A J2K file contains bitmap image data in JPEG 2000 format. However, it only contains the code stream, ie the data stream that contains the pure image data.
JPEG 2000 describes both a compression method and thus a codestream (data stream) as well as a file format. While the data stream is sufficient to decode the image, the file format includes additional information such as metadata.
JPEG 2000 is a digital image compression technique that provides both lossless and lossy compression. It has some advantages over JPEG. Image quality is better at high compression rates and some limitations no longer exist. Eg image size, color depths or support for alpha channels (for transparency). However, this is offset by the licensing-related situation and a significantly higher demand for computing power.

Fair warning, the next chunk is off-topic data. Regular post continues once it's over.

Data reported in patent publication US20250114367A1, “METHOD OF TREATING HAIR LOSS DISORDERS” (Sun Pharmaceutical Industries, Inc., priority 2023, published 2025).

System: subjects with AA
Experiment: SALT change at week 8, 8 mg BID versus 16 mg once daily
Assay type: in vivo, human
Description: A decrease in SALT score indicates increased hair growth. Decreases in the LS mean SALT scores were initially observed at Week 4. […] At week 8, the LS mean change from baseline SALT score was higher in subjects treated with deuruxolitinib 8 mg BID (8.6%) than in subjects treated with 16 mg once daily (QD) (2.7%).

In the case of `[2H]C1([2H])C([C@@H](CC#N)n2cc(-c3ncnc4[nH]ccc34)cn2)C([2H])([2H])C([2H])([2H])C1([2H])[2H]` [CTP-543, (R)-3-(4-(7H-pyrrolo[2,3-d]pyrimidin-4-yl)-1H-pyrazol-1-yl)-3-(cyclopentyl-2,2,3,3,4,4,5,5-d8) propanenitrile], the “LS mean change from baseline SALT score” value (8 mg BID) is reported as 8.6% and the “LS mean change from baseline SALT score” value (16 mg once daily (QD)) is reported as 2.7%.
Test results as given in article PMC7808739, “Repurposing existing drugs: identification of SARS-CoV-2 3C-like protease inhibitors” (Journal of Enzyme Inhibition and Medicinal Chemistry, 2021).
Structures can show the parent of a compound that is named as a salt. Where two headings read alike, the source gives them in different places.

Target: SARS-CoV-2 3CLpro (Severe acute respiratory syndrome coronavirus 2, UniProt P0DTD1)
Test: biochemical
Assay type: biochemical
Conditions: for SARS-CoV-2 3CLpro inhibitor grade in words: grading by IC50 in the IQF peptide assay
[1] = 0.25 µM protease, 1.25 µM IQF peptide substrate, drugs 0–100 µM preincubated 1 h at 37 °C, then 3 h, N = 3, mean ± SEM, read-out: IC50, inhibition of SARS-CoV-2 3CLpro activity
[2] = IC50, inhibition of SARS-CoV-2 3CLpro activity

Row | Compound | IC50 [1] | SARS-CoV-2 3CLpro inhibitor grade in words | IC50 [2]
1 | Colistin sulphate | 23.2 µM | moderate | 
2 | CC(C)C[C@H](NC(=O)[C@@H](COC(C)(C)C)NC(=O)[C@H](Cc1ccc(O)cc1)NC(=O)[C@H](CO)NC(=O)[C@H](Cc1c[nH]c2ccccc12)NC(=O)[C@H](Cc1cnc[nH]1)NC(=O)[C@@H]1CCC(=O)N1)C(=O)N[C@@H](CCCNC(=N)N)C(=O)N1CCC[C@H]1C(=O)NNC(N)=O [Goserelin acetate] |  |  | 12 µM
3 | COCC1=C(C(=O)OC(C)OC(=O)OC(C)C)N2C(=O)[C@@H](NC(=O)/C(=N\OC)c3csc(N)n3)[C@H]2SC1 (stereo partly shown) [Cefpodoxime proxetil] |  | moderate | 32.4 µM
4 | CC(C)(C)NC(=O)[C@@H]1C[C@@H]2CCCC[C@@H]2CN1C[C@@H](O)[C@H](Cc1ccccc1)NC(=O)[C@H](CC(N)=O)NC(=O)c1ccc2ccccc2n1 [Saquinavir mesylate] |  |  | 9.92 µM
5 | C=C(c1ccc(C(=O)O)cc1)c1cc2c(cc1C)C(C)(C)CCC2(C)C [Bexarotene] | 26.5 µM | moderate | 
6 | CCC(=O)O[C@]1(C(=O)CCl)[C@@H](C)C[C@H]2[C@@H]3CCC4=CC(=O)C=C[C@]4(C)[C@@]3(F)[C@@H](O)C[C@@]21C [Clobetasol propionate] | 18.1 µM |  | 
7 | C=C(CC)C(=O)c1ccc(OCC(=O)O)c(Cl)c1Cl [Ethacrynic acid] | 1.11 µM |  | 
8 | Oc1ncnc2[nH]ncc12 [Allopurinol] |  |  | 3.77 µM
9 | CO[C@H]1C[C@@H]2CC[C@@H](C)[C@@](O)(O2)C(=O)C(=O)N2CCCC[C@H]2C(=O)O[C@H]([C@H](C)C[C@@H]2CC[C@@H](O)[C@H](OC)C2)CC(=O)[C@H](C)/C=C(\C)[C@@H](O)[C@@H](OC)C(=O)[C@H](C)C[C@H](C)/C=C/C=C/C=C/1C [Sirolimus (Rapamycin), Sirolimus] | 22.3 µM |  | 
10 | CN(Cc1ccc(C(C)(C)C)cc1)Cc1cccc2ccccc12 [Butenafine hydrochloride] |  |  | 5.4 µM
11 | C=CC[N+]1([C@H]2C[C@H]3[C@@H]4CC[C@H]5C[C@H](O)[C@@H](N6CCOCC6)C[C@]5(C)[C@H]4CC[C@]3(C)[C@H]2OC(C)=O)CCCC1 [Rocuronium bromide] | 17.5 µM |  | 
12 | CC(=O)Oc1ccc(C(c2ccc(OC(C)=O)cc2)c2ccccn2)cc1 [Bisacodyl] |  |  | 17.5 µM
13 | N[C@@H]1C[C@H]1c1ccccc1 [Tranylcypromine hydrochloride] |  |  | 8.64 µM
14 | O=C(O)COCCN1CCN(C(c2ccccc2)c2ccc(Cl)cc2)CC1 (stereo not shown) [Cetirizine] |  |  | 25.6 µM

The pure data stream (codestream) is not intended to be stored in files, so no uniform extension is required. The endings jpc, j2c and J2K are common.
There are different versions of the JPEG2000 standard, not every program supports them all. Different programs also need a plugin to handle J2K files.